Yesterday, Pervaiz, one of the guys working in IT, at DACAAR, his father opened an exhibition of his paintings, sponsored by the French embassy. The opening was during work hours and although I wanted to visit the exhibition, I couldn’t really drop by during working hours.
Seemingly, Pervaiz though I could and so he called me around 2:30, saying that everyone was waiting for ME. I had no choice but to go, figuring that, with an opening, come drinks and snacks, so it wasn’t going to be all bad.
The paintings were nice, not just paintings, but also drawings, collages, tapestries and more, but there were no drinks or snacks.
The father, a banker by trade, expanded his hobby over the years and now uses all sorts of materials to create reasonable to quite good objects. My favorites were the paper collages, using bits of paper from magazines to create colorful scenes from Afghan life., which is typically the subject of most of his work.
Oh, you can tell I’ve had some time to spare. Check out the virtuagirl-hitlist.com.
Driving home from the hash today and waiting in front of the gate, for the chowkidar to open it, a small boy, dressed up in a nice but dusty suit, took out his, I hope, toy gun and made it clear he wanted to shoot me. I asked him why he wanted to do that, upon which the kid slid into childlike wonder, asking the chowkidar what strange a fellow I was.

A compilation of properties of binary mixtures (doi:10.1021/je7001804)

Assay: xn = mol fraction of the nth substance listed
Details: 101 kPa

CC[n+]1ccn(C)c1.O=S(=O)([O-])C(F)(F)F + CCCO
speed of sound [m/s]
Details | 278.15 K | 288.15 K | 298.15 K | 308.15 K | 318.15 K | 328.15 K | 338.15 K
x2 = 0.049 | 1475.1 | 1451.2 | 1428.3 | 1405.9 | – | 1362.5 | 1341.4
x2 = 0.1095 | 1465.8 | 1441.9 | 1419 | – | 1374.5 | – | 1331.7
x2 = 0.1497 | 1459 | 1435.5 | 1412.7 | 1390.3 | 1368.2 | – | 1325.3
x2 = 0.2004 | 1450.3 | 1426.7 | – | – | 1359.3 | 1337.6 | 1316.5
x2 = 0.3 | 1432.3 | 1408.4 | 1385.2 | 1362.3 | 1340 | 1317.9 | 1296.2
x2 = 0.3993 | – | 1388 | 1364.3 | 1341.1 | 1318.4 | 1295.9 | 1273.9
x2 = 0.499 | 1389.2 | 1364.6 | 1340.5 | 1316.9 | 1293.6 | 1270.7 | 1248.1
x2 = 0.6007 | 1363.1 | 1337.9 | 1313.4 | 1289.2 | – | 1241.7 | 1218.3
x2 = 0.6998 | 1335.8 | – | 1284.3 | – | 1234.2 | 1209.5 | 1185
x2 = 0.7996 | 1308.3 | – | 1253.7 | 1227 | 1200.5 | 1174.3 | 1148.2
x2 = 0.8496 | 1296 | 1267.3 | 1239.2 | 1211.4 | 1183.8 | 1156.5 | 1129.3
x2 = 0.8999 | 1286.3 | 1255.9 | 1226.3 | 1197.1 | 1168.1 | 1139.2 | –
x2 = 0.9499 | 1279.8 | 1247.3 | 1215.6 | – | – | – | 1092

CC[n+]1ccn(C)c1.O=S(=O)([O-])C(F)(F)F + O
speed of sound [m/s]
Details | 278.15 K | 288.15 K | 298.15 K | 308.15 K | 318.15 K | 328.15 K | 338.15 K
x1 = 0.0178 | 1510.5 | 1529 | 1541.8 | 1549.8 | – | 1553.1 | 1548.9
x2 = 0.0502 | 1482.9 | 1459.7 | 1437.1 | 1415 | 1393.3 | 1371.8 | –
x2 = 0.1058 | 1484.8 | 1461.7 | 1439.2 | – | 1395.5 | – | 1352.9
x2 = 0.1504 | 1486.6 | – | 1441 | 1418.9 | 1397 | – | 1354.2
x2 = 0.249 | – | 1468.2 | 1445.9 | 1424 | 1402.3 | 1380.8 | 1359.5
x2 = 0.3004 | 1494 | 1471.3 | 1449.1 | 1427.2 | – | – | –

Earlier, together with Lev, we had tried to get up to what I think is the bala hissar, the fort were the Brits were slaughtered in the late 19th century. It was a bit of a struggle trying to find the right road and the road was pretty bad, right on the edge of a cliff, but the view was worth it, if not the two what only could have been English canons.
We could see for miles around and could hear the screams of the kids playing in the Kabul river, right behind the zoo. I suppose this was the real Kabul beach.
On the warm side of things
Meanwhile, the city is starting to heat up. Temperatures rise to above 40 degrees and even in the evenings it doesn’t cool off enough.
Today’s hash was a pain, in the blistering heat. Struggling up the hill on which the Intercontinental is located, a small boy, who had just fetched water in several cans from one of the wells on the hill, pressed me for drinking a glass of his newly obtained water. The boy kept on pressing, even though I really wanted to avoid catching cholera, something which is now roaming around Kabul, but I had no choice. I drank a couple of sips and gave the glass into which he had poured the cool water back to kid.
I’m still alive and kicking.